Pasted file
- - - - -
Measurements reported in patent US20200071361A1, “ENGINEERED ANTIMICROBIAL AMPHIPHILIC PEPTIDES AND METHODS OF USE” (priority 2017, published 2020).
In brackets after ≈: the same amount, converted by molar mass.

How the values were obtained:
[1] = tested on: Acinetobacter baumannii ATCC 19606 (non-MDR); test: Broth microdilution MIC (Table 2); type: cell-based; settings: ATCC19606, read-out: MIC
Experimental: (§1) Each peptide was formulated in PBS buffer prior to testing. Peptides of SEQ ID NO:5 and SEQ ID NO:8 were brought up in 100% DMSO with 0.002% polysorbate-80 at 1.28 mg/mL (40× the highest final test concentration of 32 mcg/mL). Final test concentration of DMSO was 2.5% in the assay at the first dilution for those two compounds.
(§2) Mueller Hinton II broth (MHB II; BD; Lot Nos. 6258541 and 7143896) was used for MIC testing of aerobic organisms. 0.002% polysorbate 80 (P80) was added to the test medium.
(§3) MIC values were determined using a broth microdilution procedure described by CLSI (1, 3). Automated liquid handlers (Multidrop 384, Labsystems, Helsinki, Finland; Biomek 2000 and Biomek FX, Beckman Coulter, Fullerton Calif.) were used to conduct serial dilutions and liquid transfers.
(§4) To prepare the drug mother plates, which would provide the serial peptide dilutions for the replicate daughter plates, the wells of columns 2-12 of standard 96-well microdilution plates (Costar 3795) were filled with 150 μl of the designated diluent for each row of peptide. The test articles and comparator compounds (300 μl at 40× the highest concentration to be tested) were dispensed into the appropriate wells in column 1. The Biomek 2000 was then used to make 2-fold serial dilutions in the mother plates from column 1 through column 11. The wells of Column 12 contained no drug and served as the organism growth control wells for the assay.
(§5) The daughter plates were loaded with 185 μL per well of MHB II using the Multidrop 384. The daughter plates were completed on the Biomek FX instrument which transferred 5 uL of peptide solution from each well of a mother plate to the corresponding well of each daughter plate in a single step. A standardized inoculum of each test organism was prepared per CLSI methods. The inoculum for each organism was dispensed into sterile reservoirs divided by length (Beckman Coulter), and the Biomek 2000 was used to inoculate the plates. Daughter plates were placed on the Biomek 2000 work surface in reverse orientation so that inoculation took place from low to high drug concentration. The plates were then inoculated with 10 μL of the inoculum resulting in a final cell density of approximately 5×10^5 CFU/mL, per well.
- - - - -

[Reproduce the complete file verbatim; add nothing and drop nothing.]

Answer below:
Measurements reported in patent US20200071361A1, “ENGINEERED ANTIMICROBIAL AMPHIPHILIC PEPTIDES AND METHODS OF USE” (priority 2017, published 2020).
In brackets after ≈: the same amount, converted by molar mass.

How the values were obtained:
[1] = tested on: Acinetobacter baumannii ATCC 19606 (non-MDR); test: Broth microdilution MIC (Table 2); type: cell-based; settings: ATCC19606, read-out: MIC
Experimental: (§1) Each peptide was formulated in PBS buffer prior to testing. Peptides of SEQ ID NO:5 and SEQ ID NO:8 were brought up in 100% DMSO with 0.002% polysorbate-80 at 1.28 mg/mL (40× the highest final test concentration of 32 mcg/mL). Final test concentration of DMSO was 2.5% in the assay at the first dilution for those two compounds.
(§2) Mueller Hinton II broth (MHB II; BD; Lot Nos. 6258541 and 7143896) was used for MIC testing of aerobic organisms. 0.002% polysorbate 80 (P80) was added to the test medium.
(§3) MIC values were determined using a broth microdilution procedure described by CLSI (1, 3). Automated liquid handlers (Multidrop 384, Labsystems, Helsinki, Finland; Biomek 2000 and Biomek FX, Beckman Coulter, Fullerton Calif.) were used to conduct serial dilutions and liquid transfers.
(§4) To prepare the drug mother plates, which would provide the serial peptide dilutions for the replicate daughter plates, the wells of columns 2-12 of standard 96-well microdilution plates (Costar 3795) were filled with 150 μl of the designated diluent for each row of peptide. The test articles and comparator compounds (300 μl at 40× the highest concentration to be tested) were dispensed into the appropriate wells in column 1. The Biomek 2000 was then used to make 2-fold serial dilutions in the mother plates from column 1 through column 11. The wells of Column 12 contained no drug and served as the organism growth control wells for the assay.
(§5) The daughter plates were loaded with 185 μL per well of MHB II using the Multidrop 384. The daughter plates were completed on the Biomek FX instrument which transferred 5 uL of peptide solution from each well of a mother plate to the corresponding well of each daughter plate in a single step. A standardized inoculum of each test organism was prepared per CLSI methods. The inoculum for each organism was dispensed into sterile reservoirs divided by length (Beckman Coulter), and the Biomek 2000 was used to inoculate the plates. Daughter plates were placed on the Biomek 2000 work surface in reverse orientation so that inoculation took place from low to high drug concentration. The plates were then inoculated with 10 μL of the inoculum resulting in a final cell density of approximately 5×10^5 CFU/mL, per well.